LOOK AFTER YOUR BODY
Poor posture combined with long hours at a keyboard and monitor can lead to a condition called “computer neck.” The symptoms include pain and tightness in the neck, shoulders and back. It can make working uncomfortable and inefficient and can impair your exercise and social life. Worse, computer neck can degrade into chronic pain — the kind that gets alternately better or worse with stress and overuse but that hardly ever seems to go away.
People who use computers for study and social activities are increasingly complaining of headaches, neck pain, shoulder pain, arm pain, as well as numbness and tingling of the upper extremeties. This is compounded by constant texting with the head flexed forward while looking down at the screen. The bones and muscles of the spine adapt to that posture but will eventually lead to nerve involvement, muscle spasms and pain.
There is some good news, though. Kairen's Better Back programme can lead you towards pain free computing and study.
Here are Karen's Top Tips:
- Maintain good posture all day every day- sit tall and stand tall
Follow Kairen's neck excercise and stretching programme. Remember, 5 minutes of exercises per day will never fix 8 hours of slouching over a computer a day, so don't forget Top Tip 1!
Look at your computer not into it. This is a handy little mental reminder. You will see people all day looking INTO their computers. They slouch over their laptops and PC’s with a forward head posture doing damage to their necks all day and night. It is a sure way to continue a life of neck pain.
Make sure your computer screen is high enough and if using a laptop either get a remote keyboard or remote screen especially if your typing is poor and you need to look at the keys a lot-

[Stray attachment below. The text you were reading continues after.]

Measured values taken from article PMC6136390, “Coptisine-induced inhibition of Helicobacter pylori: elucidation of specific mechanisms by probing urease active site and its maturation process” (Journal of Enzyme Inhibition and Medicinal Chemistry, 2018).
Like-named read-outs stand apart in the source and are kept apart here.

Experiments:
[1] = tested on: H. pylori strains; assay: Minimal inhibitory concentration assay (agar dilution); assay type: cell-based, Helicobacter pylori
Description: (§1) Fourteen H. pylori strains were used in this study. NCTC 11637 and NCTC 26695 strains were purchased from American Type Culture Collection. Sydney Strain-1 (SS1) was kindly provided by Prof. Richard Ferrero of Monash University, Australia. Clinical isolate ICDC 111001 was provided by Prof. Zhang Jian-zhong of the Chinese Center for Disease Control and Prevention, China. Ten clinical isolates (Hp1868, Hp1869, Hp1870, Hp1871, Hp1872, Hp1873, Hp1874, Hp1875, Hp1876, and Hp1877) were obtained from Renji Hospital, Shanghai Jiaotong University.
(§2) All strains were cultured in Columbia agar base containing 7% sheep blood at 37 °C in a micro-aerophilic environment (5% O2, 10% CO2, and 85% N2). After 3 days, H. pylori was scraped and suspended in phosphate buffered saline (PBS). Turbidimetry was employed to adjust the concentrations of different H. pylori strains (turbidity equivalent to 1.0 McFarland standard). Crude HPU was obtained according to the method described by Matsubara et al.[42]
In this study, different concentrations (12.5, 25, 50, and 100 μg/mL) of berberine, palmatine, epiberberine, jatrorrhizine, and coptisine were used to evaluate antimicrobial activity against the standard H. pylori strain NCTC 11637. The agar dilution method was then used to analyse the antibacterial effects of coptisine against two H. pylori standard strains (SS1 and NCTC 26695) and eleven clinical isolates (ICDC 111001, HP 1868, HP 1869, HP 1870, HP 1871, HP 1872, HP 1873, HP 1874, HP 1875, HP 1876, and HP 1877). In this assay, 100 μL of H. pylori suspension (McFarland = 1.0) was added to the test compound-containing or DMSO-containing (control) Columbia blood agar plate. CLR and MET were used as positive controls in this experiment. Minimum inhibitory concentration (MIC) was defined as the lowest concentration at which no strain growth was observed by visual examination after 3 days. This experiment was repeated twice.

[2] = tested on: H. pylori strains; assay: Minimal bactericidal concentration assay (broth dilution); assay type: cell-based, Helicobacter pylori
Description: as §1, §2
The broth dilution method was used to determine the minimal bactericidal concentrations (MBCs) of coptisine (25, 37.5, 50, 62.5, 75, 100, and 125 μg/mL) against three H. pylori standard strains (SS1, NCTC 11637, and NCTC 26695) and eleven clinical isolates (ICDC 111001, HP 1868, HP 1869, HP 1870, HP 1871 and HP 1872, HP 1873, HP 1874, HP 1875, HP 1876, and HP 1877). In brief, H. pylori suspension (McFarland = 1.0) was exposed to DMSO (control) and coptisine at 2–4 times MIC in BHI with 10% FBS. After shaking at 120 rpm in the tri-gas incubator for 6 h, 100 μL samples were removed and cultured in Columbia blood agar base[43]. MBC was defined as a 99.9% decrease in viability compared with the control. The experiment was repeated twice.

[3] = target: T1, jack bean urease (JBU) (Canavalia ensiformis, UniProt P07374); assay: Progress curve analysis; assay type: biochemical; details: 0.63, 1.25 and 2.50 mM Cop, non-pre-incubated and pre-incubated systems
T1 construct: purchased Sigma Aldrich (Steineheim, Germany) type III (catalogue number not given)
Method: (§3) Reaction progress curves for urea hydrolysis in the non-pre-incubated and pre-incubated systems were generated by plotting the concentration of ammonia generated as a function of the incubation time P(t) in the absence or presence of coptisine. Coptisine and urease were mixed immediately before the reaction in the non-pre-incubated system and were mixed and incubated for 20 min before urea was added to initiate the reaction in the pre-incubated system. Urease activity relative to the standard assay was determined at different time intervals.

Do not have your laptop on top of your lap! You can never hope to have a pain free neck if your workstation is poor ergonomically. Lift your screen up to eye level, make sure your screen is in front of you-not to one side and for goodness sake please don’t work with your laptop on top of your lap.
Learn to touch type so that you can avoid looking down at your keyboard. If you do spend hours at the computer it will help your neck a lot if you don’t have to look down at the keys as much so brush up on your typing skills-it will make a big difference not only to your neck but also to your work as well.
Don’t read in bed with many pillows behind your head pushing it forwardOne of the worst things people do to their necks is push their heads forwards with pillows to read their books before bed. It jams the head into a position of strain again( forward head position). Wedge the pillows from your lower back upwards to create one big support as opposed to just pushing your head forward.
- Sleep with your head and neck well supported and in neutral position-Do not sleep on your stomach. Have the best pillow for sleeping.
- Don’t wedge the phone between your ear and shoulder-buy a headset if you have to be on the phone a lot
And of course, take regular breaks